A Palmetto man played a key role in what the FBI is calling “the biggest college admissions scam ever prosecuted by the U.S. Justice Department.”
Dozens were charged in the investigation into alleged payments for proctors to administer and correct ACT and SAT exams for high school students. Among them is IMG Academy’s Director of College Entrance Exam Preparation Mark Riddell, who was the “best test-taker” involved, according to court documents.
Riddell announced Wednesday afternoon that he “regrets the choices” he made.
“I want to communicate to everyone that I am profoundly sorry for the damage I have done and grief I have caused those as a result of my needless actions. I understand how my actions contributed to a loss of trust in the college admissions process,” Riddell said in a statement released through a Tampa-based firm, Stechschulte Nell, Attorneys at Law. “I assume full responsibility for what I have done.”
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His statement went on to highlight the fact that he never bribed anyone himself, a charge that the FBI has not levied against him. Riddell said he hopes that the many students he “legitimately counseled, inspired and helped reach their goals” will paint a clearer picture of his true character.
The FBI unsealed a 204-page document Tuesday that revealed Riddell’s involvement in the scheme. The 36-year-old is a cooperating witness in the case against dozens of individuals who allegedly conspired to fake their children’s exam scores for entry into prestigious universities nationwide.
Prosecutors say that Riddell worked closely with William Singer, who founded the operation and allegedly organized for parents to pay to have Riddell correct student scores. In conservations recorded by investigators, Singer called Riddell his “best test-taker.”
Singer reportedly told one parent that Riddell could “nail a score — he’s that good.”
The Bradenton Herald’s review of the federal complaint document revealed that Riddell earned at least $240,000 from his involvement in the scheme and proctored or corrected at least 16 exams for students.
Late Tuesday, IMG Academy announced that Riddell has been suspended following the charges against him. The Bradenton-based school is conducting its own investigation into the matter.
Throughout the official complaint, investigators outlined numerous instances that involved Singer allegedly wiring payments of about $15,000 per student for Riddell to privately proctor exams. In one instance, he reportedly scored a near-perfect 35 out of 36 on the ACT.
Singer reportedly created a nonprofit organization called Key Worldwide Foundation that he arranged for parents to make “charitable donations” to. In turn, he would order staff to make payments to the proctors involved. FBI investigators say Riddell earned more than $240,000 from his alleged involvement in the cheating scheme.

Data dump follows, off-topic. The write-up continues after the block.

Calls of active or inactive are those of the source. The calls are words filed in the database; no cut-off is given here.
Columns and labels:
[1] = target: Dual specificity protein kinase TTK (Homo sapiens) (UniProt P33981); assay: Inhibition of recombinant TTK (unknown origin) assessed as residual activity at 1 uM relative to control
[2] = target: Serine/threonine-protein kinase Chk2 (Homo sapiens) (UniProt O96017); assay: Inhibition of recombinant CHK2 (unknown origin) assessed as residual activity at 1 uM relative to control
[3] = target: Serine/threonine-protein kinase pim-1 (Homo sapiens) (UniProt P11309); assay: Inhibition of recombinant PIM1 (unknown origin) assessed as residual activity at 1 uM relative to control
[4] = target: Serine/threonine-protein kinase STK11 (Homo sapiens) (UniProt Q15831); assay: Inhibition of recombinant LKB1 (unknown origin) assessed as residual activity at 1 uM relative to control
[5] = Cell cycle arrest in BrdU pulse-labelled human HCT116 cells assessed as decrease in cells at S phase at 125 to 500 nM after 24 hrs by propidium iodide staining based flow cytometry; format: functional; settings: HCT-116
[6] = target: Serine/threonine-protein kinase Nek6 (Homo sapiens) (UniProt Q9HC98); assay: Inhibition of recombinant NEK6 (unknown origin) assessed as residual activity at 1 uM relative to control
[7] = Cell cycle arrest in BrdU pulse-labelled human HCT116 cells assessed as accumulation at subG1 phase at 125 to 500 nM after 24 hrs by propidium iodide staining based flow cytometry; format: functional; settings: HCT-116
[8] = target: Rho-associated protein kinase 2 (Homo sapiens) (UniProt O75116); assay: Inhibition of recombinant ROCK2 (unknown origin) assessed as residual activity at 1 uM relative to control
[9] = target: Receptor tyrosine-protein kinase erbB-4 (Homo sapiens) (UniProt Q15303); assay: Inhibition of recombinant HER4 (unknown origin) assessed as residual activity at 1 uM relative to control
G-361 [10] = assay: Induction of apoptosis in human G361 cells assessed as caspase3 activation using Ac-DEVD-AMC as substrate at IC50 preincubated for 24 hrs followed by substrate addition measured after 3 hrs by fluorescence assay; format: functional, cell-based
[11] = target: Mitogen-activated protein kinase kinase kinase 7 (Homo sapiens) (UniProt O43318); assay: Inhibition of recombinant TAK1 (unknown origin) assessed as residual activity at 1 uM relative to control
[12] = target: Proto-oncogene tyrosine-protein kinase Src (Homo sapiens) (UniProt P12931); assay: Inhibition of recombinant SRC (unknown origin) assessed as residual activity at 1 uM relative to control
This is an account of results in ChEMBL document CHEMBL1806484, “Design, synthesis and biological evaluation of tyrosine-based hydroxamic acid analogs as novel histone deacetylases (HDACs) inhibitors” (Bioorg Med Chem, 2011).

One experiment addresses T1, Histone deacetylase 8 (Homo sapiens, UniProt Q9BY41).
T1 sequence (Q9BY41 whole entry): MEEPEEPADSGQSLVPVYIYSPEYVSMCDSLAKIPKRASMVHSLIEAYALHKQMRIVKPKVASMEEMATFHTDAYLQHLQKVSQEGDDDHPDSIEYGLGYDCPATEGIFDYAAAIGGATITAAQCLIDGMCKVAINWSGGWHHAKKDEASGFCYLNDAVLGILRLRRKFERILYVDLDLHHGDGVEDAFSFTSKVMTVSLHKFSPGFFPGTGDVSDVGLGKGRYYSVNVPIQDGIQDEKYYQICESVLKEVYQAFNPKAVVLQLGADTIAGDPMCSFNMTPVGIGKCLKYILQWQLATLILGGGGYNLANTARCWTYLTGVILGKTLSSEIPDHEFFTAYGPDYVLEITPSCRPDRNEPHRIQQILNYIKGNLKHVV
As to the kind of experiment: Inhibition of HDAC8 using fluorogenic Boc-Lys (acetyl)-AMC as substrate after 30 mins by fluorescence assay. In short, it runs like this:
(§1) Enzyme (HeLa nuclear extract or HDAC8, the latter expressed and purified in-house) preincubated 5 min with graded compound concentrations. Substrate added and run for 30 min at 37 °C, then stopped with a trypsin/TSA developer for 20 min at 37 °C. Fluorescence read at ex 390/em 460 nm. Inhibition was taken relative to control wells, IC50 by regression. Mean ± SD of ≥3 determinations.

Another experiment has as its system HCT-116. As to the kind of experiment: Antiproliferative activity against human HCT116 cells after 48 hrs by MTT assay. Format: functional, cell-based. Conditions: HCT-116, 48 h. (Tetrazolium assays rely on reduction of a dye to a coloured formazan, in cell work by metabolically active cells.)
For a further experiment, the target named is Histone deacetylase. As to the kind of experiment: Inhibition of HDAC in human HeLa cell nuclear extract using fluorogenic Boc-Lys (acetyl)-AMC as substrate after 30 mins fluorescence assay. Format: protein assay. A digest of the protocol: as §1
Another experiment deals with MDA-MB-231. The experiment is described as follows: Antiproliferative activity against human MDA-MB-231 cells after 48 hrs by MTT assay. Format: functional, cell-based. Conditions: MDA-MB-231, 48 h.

Court documents show that Riddell was the one to proctor and correct the exam of Hollywood actress Felicity Huffman’s daughter in December 2017. Huffman was also charged as part of the FBI’s sweeping indictment.
Singer often arranged for Riddell to fly out of Tampa International Airport to administer exams across the country in cities such as Houston, Los Angeles and Boston, according to court documents. To assuage the concerns of high school guidance counselors, Riddell reportedly told them he needed proctoring experience to apply for graduate school.
“I would really appreciate the opportunity to proctor the test because I’m applying to grad schools and I could quite frankly use the work,” Riddell wrote in an email to a guidance counselor in San Francisco, prosecutors say.
Riddell allegedly told investigators that “each time he was in Los Angeles to proctor an SAT or ACT, he facilitated cheating, either by correcting the student’s answers after the test or by actively assisting the student during the exam.”
Conspiring parents had concerns, too, according to court documents. In recorded conversations obtained by the FBI, Singer had to reassure parents that there would be no paper trail.
But in October 2018, the IRS caught wind and interviewed Riddell about the payments he received from the charitable organization that Singer wired his payments through. In a conversation with one of his clients, Singer explained how Riddell may have inadvertently tipped off the IRS.
“So I asked (Riddell) what he did with the agent and what they talked about, and he told me that he hasn’t been declaring his payments from my foundation as income for his taxes,” Singer said, according to court documents. “So apparently he’s been declaring all this income as a gift, which was stupid.”
Riddell has agreed to plead guilty to charges of conspiracy to commit mail fraud and honest services mail fraud, according to prosecutors. He began cooperating with investigators in February, and his information hearing is set for April 12.